PORT TOWNSEND — This small, rural county generated a huge amount of money to help local people hit hard by the pandemic — “an extraordinary story of our community coming together to work together,” said Siobhan Canty, CEO of the Jefferson Community Foundation.
Between March and October last year, $713,659 in donations were made to the foundation’s COVID Response & Recovery Fund, according to the its 2020 impact report.
From that fund, $700,871 in grants were presented to help people who could not otherwise buy groceries, attend remote school, travel to work, eat a daily meal or keep a roof over their heads.
The remaining $12,788 of the total donated was spent on community outreach and public education, the impact report said.
“I want the community to know how grateful we are,” Canty said, adding that $614,094 of the donations — 86 percent — came straight from Jefferson County residents.
The other $99,565 flowed in from sources outside the county. That included $89,369 in grants secured by the foundation plus $10,197 in individual donations from across and beyond the region, spokesperson Megan Claflin said.
“However, we are not done yet,” Canty said.
The fund is moving on to Phase II.
The COVID fund’s first phase was a kind of first responder, attending to basic life support. The impact report lists dozens of funded efforts: 5,000 face masks distributed free before any were available at local retailers; more than 4,700 meals delivered to low-income students countywide; 29 previously homeless people moved off the streets and into transitional units at Bayside Housing in Port Hadlock.
In addition, more than 2,000 households received financial help with utility bills and daily expenses. Forty-five foster families received at-home learning aids for their kindergarten through 12th-grade students, and 44 youngsters received scholarships to COVID-safe summer camps.
Mental health counseling and online workshops about self-compassion and healthy coping techniques were provided to 49 children and teens, while 54 cancer patients received counseling to help them cope with isolation during their treatments.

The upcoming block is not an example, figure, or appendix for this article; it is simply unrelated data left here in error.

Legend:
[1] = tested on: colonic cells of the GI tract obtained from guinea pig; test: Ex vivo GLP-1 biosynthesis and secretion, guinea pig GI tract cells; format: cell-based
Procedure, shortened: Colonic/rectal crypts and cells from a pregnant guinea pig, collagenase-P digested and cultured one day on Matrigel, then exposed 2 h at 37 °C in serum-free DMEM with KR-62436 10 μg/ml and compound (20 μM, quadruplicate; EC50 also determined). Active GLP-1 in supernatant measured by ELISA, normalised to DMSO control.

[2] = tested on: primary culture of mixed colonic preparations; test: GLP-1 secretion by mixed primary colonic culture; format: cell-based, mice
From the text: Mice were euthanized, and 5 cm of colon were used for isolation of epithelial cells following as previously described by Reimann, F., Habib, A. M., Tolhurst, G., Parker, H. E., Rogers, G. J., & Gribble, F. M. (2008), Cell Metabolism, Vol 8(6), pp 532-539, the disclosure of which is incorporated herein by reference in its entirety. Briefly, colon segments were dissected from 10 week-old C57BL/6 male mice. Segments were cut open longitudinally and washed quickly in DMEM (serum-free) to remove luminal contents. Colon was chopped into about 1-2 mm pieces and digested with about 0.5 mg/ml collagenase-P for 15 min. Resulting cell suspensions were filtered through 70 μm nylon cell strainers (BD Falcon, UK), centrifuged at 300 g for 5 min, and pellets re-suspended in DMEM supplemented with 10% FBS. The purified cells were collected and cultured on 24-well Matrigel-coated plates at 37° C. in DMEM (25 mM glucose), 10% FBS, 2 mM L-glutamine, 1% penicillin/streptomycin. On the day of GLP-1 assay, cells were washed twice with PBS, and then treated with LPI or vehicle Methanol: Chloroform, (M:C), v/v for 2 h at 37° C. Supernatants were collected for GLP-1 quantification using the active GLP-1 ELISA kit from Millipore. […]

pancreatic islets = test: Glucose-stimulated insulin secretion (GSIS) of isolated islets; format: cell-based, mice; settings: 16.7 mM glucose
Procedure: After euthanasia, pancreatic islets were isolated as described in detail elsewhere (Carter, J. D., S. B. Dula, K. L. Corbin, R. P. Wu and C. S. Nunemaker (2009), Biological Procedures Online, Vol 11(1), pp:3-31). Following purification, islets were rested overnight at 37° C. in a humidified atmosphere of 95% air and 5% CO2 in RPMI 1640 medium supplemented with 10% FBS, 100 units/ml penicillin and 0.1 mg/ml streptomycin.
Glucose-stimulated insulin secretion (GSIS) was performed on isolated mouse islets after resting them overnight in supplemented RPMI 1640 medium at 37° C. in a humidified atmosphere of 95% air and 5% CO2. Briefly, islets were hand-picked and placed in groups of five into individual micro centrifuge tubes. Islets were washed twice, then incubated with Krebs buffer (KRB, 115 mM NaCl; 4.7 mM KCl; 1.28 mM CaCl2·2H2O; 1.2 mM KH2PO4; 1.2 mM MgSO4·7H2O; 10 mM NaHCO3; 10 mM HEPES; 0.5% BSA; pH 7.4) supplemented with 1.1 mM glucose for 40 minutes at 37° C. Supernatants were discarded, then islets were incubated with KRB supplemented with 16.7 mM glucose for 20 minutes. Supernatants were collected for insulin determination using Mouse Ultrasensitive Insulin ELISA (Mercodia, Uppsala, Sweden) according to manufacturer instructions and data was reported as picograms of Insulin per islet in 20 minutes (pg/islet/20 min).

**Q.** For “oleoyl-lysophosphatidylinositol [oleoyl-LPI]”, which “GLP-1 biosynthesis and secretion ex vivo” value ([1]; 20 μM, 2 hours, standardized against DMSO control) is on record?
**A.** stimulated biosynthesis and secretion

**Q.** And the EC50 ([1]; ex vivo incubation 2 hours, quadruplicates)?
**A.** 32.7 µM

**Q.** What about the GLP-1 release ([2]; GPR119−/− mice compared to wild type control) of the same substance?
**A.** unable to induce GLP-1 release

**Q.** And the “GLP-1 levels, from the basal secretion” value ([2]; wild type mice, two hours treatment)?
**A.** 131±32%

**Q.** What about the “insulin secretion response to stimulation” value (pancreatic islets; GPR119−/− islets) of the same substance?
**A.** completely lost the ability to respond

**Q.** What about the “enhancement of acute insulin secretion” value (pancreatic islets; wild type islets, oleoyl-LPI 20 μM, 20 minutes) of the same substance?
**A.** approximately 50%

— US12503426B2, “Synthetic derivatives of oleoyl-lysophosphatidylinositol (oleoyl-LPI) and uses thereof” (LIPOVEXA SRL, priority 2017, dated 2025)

Phase II will bring the COVID relief fund’s recovery stage. The foundation is seeking grant proposals, this time from people involved with post-pandemic rebuilding.
“We invite proposals from local nonprofits and community-serving government agencies working on recovery efforts,” said foundation nonprofit relations manager Jen Kingfisher.
Information about submitting a grant proposal can be found at JCFgives.org; click on COVID Fund.
“Our grants committee is particularly interested in proposals that create long-term, sustainable impacts” on the ground in Jefferson County, Kingfisher said.
Already, the foundation has awarded $17,000 to Key City Public Theatre so it can reopen with a modern ventilation system and hands-free restroom fixtures.
The Quimper Grange, a Port Townsend gathering space, has received a $4,900 grant to upgrade its ventilation and sanitation.
“Appropriately, those kinds of organizations took a step back in 2020,” Canty said.
As 2021 progresses — and more people are immunized against COVID — funding is available to restart local nonprofits’ physical operations. Phase II also expands the focus, Canty added, to include gatherings and recreation.
Proposals are being accepted on a rolling basis with grants reviewed monthly; applications submitted by the first Thursday of each month will be considered on the second Friday of the month.
The grants review committee includes former Jefferson County commissioner Kathleen Kler, former Jefferson County Public Health Director Jean Baldwin, former Jefferson County Library Director Meredith Wagner and Jefferson Community Foundation board chairwoman Rose Lincoln Hamilton.
For more information, the foundation office can be reached at 360-385-1729. That’s also the number, along with JCFgives.org, to find out how to donate to the COVID Response & Recovery Fund.
The fund will stay flexible in its new phase, Canty said.
“We can’t control what the community’s needs are,” so the foundation must be able to field a range of requests for help.
“What is important for the public to know,” she added, “is that this is their fund.”
Jefferson County senior reporter Diane Urbani de la Paz can be reached at 360-417-3509 or [email protected]